The defendant, Shanghai XX Technology Company, is the developer and operator of a mobile phone accounting software. In this software, a user can create his/her own “AI companion” to set the name and profile photo of the companion and the relationship therewith (such as boyfriend and girlfriend, brother and sister, mother and son, etc.) and have communication and interaction with the virtual character with the help of chat corpus. The plaintiff He X is a public figure. In this software, a large number of users set him as the companion and set a relationship therewith. XX Company classified the companion “He X” by identity through clustering algorithm and introduced this virtual character to other users through collaborative recommendation algorithm. When users set “He X” as the companion, they uploaded a large number of likeness pictures of the plaintiff to set the profile photo of the character. In order to make the virtual character more anthropomorphic, the defendant also provided a “training” algorithm mechanism, i.e., users could upload all kinds of interactive corpus such as words, likeness pictures and GIFs that were consistent with the persona of the virtual character; after some users participated in the review, the defendant could use artificial intelligence for screening and classification to form a character-specific corpus. Users and the software made a special corpus for “He X”, which was used in the dialog between He X and users according to the category of the topic and the persona of the character, so as to create an experience for users to believe that they were really interacting with the plaintiff He X.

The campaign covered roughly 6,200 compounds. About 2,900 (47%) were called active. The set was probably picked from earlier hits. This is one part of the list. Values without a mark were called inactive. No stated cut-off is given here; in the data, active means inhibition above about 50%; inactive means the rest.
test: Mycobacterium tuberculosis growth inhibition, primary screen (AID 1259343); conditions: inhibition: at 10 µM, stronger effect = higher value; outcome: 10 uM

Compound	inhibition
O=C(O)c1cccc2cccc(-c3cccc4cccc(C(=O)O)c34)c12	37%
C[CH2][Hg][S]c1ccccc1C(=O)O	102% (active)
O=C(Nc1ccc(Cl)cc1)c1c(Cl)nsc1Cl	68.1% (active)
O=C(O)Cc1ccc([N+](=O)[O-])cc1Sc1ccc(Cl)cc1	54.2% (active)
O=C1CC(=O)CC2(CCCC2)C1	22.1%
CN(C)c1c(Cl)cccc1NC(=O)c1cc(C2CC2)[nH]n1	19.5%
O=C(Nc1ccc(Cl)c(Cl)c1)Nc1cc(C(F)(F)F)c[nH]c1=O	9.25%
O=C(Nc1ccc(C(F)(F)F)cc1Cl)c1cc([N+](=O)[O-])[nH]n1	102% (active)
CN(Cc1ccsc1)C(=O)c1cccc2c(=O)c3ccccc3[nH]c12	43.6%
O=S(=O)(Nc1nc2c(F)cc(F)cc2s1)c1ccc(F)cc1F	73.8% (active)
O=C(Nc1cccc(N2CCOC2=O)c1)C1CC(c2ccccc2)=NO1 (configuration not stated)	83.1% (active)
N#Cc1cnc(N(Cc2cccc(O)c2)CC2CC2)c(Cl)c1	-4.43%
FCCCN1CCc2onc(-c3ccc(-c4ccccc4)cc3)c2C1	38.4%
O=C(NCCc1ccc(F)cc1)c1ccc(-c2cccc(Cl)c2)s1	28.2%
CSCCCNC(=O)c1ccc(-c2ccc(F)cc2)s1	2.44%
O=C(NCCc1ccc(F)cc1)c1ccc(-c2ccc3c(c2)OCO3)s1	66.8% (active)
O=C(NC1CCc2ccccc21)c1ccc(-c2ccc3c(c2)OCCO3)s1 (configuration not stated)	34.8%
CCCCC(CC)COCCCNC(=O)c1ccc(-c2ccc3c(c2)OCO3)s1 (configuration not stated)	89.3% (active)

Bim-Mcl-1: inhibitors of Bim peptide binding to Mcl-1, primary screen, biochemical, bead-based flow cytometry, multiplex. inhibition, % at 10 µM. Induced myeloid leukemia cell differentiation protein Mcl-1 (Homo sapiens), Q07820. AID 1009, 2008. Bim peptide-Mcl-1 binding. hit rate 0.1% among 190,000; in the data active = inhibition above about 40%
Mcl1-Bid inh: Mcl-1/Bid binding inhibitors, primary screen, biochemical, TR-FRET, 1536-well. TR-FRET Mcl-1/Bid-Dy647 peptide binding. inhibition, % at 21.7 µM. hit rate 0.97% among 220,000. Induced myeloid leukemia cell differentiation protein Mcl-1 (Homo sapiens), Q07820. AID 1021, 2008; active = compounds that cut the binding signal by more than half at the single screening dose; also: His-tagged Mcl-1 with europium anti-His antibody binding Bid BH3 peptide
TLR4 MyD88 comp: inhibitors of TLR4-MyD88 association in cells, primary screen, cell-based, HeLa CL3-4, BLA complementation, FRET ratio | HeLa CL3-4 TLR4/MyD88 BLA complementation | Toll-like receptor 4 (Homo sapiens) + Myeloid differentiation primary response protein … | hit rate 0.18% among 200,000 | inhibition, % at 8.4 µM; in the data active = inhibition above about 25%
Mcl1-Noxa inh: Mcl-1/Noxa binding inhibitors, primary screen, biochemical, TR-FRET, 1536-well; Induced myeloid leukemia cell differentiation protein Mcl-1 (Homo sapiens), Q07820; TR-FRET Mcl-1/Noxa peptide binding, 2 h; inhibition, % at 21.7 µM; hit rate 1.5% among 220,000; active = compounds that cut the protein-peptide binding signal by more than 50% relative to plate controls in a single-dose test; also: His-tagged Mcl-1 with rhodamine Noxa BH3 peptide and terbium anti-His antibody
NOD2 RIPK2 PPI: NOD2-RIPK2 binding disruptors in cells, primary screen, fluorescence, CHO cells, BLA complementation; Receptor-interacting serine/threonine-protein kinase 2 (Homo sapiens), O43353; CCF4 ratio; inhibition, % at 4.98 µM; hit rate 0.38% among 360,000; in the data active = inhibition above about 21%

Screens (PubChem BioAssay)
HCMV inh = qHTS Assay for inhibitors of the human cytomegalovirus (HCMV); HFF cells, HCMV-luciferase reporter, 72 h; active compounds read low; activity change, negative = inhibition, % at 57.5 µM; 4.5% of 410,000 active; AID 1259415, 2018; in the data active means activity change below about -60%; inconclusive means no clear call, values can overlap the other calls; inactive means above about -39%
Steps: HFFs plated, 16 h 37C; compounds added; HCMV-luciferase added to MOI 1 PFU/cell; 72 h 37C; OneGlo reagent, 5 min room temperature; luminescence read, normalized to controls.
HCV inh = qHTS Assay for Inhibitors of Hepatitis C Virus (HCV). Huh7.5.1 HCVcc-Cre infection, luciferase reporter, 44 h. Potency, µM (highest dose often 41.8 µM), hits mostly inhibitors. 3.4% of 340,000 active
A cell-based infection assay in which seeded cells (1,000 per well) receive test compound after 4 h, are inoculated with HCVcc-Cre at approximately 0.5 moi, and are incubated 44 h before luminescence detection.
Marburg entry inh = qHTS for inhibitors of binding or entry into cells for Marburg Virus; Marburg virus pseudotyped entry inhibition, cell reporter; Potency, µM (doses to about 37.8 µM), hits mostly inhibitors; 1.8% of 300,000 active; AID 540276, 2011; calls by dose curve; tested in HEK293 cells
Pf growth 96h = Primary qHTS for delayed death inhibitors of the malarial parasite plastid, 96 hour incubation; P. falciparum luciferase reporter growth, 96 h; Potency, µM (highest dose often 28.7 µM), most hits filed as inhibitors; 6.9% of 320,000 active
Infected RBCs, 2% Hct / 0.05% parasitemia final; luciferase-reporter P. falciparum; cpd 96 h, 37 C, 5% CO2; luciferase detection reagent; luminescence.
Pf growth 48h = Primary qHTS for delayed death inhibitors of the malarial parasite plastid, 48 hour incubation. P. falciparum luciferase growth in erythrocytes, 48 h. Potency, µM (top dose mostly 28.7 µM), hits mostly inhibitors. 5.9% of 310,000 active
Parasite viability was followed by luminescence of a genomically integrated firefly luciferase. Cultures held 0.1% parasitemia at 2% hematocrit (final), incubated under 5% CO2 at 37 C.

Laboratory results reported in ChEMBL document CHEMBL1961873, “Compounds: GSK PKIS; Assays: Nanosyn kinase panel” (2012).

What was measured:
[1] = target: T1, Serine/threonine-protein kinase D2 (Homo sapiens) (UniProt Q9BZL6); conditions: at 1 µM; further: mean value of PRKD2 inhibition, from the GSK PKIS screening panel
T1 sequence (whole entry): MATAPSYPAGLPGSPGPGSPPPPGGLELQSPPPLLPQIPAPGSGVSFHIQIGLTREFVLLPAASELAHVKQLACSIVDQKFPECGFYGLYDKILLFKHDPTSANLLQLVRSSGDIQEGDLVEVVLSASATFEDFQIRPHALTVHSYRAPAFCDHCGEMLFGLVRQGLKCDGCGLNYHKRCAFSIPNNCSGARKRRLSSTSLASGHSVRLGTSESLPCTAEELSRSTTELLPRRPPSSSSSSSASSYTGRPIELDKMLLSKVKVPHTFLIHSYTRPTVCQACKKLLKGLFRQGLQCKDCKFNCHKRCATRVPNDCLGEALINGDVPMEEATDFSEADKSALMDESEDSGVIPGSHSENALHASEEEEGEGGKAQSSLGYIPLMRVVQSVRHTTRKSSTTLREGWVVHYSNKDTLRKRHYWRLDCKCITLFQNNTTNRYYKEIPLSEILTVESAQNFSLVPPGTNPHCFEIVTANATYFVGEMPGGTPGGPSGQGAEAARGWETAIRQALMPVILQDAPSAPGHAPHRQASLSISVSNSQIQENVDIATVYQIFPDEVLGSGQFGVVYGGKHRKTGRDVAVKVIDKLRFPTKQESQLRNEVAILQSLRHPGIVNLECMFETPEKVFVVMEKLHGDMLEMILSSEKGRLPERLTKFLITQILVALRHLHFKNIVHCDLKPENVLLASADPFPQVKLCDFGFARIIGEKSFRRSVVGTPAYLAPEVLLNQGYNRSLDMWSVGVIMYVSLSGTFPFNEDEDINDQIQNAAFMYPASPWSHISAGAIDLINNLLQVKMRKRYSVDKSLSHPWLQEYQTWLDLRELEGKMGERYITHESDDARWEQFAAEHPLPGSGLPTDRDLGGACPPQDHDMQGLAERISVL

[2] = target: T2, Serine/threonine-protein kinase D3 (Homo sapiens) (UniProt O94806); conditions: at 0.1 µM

The plaintiff He X, believing that the act of Shanghai XX Technology Company infringed on his right to name, right to likeness and general personality rights, filed a lawsuit requesting the court to order the defendant to make a public apology and compensate the plaintiff for economic loss and mental damage. The defendant XX Company argued that it should not bear the tort liability because the acts of role setting, likeness picture uploading, corpus “training”, etc. disputed by the plaintiff He X were all made by users, and the defendant was only the network technology service provider which had explicitly required in the user agreement that users shall not commit any acts that infringe on the rights and interests of others and deleted the “AI companion” containing He X’s name and likeness after He sent a notice.
[Key Points of Adjudication]
The principle of “technology neutrality” shall not apply to network technology service providers embedding their subjective values and purposes in the algorithm design and rule setting